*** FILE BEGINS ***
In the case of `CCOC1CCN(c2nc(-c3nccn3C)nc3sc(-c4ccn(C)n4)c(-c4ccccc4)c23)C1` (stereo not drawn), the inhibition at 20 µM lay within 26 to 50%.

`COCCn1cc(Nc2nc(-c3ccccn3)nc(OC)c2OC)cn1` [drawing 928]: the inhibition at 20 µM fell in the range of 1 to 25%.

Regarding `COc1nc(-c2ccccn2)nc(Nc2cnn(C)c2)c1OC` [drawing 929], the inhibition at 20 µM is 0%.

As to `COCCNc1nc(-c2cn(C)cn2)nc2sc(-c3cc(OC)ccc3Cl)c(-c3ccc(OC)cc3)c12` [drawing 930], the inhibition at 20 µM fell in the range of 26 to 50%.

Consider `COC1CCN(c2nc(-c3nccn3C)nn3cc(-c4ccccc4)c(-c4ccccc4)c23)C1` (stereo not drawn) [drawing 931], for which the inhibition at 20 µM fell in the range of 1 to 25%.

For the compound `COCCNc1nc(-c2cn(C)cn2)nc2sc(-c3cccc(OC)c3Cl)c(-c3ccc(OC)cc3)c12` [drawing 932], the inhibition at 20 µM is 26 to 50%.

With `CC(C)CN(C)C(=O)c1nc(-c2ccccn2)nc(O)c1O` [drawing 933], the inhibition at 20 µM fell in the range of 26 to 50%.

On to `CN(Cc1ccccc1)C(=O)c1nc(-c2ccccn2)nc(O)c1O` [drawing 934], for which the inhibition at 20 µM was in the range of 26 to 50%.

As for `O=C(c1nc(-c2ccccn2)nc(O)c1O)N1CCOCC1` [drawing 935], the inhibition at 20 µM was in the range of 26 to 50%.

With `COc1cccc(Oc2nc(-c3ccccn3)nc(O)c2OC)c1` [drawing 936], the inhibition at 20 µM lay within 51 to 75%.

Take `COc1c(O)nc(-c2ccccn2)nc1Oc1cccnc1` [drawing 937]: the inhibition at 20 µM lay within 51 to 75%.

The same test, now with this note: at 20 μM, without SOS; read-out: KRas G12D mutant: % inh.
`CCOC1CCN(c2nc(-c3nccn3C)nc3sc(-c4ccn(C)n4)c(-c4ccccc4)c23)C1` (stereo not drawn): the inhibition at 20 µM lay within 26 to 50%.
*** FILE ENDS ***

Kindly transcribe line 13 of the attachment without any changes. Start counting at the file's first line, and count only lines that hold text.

`CCOC1CCN(c2nc(-c3nccn3C)nc3sc(-c4ccn(C)n4)c(-c4ccccc4)c23)C1` (stereo not drawn): the inhibition at 20 µM lay within 26 to 50%.